How People Read Online Content!

As outlined by Nielsen (1997) it was suggested that there are certain ways to display content to help others engage with the content and to ensure that the messages you want the user to receive are passed on.

Taking on these principles the design of the Gold Rush: Choose your own adventure uses the following attributes related to this theory.

  1. Highlight keywords
  • The words pastoral area and camping spots have been highlighted in red to help them stand out. These words will also be hyperlinked so that students can explore what these words mean. By making them big and bold, the eye is drawn straight towards them so that the students can identify that this is essential information.


2. Bullet points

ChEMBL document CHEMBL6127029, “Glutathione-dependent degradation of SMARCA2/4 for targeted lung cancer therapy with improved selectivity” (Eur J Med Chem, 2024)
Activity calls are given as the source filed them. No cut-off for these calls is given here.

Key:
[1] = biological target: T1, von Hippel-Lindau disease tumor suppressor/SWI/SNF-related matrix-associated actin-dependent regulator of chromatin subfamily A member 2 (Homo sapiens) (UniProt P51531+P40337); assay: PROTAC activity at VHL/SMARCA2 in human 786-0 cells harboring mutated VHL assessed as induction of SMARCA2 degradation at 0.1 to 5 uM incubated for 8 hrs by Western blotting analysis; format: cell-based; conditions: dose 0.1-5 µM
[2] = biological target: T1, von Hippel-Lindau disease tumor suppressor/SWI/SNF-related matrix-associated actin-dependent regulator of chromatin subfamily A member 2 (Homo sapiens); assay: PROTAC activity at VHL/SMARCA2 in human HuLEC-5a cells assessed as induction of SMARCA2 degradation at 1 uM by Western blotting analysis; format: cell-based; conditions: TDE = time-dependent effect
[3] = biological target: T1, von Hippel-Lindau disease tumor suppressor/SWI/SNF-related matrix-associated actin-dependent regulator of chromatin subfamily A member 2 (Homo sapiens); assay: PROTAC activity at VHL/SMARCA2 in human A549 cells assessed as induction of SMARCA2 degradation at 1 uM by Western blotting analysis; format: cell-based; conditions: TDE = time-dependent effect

• They have been used to separate sentences and help make it easier to see different points.


3. One idea

  • As the heading suggests, this section is only focusing on one idea. The content below is related to this one idea. The title indicates what to expect, and the content then delivers on this so that it is easy to follow and like a learning intention the student know what they can expect to get if they continue reading.


4. The inverted pyramid

  • Following this approach is about sorting the content into pieces so that the most important elements are at the start.




Nielson, J. (1997 October). How Users Read on the Web.
Peake, G. (2017 February). Don’t Bury The Lead! Why Structure Matters In Media Writing.


Hometent Identify the desired resultsgold_nugget


Assessment and Evidencescale
Curriculum Outcomes


Planning for Inquiry (Kath Murdoch/Kathy Short Inquiry Model)arrows-1577983_960_720

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